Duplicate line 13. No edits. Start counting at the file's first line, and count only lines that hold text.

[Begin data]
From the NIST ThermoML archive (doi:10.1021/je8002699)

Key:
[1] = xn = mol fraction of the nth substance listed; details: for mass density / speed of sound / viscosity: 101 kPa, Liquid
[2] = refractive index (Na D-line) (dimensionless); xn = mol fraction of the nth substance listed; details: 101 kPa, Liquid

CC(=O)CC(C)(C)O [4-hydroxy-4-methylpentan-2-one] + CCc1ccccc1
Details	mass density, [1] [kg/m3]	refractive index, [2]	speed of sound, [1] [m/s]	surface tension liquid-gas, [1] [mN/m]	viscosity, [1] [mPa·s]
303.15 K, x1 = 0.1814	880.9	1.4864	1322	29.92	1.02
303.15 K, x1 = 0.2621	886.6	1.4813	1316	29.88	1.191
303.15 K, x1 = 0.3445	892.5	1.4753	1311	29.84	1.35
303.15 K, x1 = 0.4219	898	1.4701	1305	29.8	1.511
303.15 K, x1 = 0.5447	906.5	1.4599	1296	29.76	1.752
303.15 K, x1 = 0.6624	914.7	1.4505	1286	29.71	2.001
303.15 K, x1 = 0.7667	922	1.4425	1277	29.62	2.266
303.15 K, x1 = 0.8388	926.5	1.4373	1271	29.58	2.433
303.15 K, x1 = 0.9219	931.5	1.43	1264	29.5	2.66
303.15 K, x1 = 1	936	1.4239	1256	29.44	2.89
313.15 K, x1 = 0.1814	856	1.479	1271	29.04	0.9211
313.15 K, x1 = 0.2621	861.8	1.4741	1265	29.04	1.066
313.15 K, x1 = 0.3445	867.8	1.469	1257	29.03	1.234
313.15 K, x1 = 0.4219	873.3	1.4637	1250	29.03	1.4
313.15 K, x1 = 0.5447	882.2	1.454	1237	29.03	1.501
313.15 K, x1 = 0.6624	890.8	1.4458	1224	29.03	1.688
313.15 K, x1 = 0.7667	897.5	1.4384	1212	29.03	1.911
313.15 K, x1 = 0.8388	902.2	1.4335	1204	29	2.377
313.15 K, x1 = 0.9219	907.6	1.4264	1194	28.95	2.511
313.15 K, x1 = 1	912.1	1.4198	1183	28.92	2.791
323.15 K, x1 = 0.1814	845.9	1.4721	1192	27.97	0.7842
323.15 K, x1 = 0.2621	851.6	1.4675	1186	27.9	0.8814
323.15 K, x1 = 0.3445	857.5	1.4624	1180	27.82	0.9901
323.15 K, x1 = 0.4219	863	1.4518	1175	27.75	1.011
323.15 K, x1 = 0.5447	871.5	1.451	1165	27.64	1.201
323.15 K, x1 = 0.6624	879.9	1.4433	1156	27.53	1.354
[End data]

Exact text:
303.15 K, x1 = 0.7667	922	1.4425	1277	29.62	2.266